CO-HACK 2017

In March, Disabled People’s Association (DPA) took part in CO-HACK 2017, the first ever community service themed hackathon organised by Singapore University of Technology and Design (SUTD). A hackathon is a competition where, in a very short time span, participants are challenged to produce prototypes that can address problems posed by the organisers. CO-HACK 2017 focussed on persons with wisabilities, seeking to improve their accessibility to transportation, information, education and also their leisure life. This event brought together a total of 32 like-minded individuals with diverse skill sets and 7 teams were formed. With a time constraint of 48 hours, the teams rapidly worked through intensive prototyping, finally producing interesting, proof-of-concept prototypes that can potentially help make Singapore a more inclusive society.

DPA Consultant, Asha Karen, assisted the process by conducting Disability Awareness Talks* and facilitating discussion and feedback. DPA Executive Director, Dr Marissa Medjeral-Mills, sat on the judging panel.

DPA wanted to share with you some of the ideas and prototypes that the students came up with. With a bit of luck these ideas will go into further development and be available to the community of persons with disabilities and older persons in Singapore.



Team StepWise:

Having consulted people who use walking sticks, this team realised that descending the stairs is an intimidating challenge due to the need to stretch forward excessively. Stepwise is a walking stick that extends or retracts with the press of a button and was designed with the intention of enabling persons with a mobility disability to descend stairs in a less risky way.

For more info, email




Team Vibeats:

Vibeats is a fun game designed for the visually impaired with inspiration from Jubeat. The game relies on their reaction to catch and feel the beats from the vibrating buttons and could be used to train their reaction time. For more info, email



Team iRead:

iRead is an assistive technology wearable which aims to empower amputees & people born with only one arm by providing them the ease to be able to hold and read a book anywhere, especially where there is no surface for them to place the book on. For more info, email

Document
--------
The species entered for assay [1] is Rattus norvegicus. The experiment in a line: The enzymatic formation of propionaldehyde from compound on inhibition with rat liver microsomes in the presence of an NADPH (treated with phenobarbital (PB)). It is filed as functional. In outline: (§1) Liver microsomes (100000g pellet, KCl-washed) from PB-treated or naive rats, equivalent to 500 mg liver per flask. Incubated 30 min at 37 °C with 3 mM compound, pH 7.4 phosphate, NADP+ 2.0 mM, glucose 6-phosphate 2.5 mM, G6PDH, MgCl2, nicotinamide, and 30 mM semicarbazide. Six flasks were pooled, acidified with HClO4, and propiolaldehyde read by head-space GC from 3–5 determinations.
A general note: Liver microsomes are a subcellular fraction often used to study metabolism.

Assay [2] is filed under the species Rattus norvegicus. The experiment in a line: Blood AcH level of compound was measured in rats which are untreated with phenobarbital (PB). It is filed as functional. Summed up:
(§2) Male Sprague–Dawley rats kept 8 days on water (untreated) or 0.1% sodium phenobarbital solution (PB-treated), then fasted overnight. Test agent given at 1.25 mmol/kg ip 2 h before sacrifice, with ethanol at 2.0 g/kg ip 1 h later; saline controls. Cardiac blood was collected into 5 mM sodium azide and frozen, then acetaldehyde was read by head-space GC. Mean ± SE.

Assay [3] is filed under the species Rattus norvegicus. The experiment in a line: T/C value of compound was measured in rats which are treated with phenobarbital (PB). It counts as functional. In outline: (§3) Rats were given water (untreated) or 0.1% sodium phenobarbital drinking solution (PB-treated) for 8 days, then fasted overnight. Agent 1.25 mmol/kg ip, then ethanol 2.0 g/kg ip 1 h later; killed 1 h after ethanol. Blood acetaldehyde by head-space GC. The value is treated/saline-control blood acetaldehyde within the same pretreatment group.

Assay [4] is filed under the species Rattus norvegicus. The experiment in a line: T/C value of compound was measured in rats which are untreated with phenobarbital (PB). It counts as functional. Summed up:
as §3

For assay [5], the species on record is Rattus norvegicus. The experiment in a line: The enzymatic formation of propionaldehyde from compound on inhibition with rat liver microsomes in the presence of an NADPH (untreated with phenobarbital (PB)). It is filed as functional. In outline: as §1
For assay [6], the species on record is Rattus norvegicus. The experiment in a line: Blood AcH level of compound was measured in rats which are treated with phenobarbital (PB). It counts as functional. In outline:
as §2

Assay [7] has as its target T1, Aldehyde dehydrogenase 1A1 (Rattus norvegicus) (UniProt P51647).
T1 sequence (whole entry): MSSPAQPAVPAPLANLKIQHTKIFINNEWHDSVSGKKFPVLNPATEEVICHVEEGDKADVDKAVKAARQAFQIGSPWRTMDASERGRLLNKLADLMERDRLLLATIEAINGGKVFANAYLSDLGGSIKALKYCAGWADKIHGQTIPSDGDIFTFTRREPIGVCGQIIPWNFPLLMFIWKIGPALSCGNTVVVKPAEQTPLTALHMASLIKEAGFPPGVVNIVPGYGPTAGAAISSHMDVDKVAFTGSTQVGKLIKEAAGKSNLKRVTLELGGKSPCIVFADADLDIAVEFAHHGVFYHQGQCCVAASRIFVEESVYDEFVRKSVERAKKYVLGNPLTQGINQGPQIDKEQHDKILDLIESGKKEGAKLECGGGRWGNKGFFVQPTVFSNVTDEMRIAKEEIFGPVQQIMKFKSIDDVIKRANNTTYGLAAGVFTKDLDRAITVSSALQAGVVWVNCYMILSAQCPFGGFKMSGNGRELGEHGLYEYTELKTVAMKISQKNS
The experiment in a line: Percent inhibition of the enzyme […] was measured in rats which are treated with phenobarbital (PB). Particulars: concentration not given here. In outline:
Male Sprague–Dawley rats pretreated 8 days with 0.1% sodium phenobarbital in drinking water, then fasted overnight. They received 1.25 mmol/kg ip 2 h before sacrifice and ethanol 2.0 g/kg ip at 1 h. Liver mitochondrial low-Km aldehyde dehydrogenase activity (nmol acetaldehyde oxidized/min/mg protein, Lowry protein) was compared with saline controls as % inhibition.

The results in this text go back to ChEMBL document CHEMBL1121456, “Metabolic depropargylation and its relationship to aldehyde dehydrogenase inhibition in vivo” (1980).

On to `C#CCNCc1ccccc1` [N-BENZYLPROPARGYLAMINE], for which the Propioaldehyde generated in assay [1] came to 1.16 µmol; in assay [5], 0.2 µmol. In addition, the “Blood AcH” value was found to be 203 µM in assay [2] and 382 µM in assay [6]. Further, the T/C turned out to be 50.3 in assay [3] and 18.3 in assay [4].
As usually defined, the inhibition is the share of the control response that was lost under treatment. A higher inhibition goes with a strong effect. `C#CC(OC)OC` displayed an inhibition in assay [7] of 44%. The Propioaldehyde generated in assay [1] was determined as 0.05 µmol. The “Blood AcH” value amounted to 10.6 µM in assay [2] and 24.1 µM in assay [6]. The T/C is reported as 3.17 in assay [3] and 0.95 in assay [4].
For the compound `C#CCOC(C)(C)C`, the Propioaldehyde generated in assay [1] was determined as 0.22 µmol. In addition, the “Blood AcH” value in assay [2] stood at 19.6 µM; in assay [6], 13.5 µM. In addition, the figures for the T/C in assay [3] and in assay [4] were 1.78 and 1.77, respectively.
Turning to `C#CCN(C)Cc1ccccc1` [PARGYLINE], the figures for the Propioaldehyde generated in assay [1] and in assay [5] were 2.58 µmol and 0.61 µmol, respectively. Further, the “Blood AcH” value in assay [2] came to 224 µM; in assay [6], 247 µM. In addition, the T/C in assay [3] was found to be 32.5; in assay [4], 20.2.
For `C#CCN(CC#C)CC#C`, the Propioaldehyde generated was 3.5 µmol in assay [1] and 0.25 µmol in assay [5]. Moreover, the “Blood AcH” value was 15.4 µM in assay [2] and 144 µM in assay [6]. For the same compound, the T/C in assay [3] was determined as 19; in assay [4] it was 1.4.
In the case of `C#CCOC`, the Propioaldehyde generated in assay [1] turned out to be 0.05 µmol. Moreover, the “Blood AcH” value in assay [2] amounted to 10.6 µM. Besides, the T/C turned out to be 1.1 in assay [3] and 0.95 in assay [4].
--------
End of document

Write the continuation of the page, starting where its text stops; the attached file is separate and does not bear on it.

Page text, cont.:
Team Telolet:

Without the aid of bystanders, the simple task of flagging a bus becomes an arduous task for the visually impaired. Telolet is a system designed to be installed at bus stops to empower people with visual impairment to flag their buses independently. This would make bus transport more inclusive.

For more info, email



Team WTS:

WTS – The Wheelchair Dampening System is a solution borne out of the need to control the speed of a mechanical wheelchair’s descent down a slope. It is a modular attachment that can be fitted to any wheelchair and works by allowing users to set the speed of rotation of the wheelchair wheels via use of either an electrical Dynamo or mechanical gears. It eases the physical burden on wheelchair users such that they need not rely on physical strength to slow the rotation of the wheels. Such innovations would make life easier for wheelchair users and improve their accessibility and safety.

For more info, email


*Disability Awareness Talks (DATS): DPA runs this talk series, the aim of which is to spread awareness about disability and teach participants how to be inclusive in their language and behaviour. DATS is also relevant for organisations looking to make their policies and programmes more inclusive. DATS covers a broad range of topics from understanding the different types of disabilities to how to make your existing services more accessible to persons with disabilities. DATS is run by an experienced trainer either at DPA’s office or at the organisation’s office. For more information, please contact us at 67911134.


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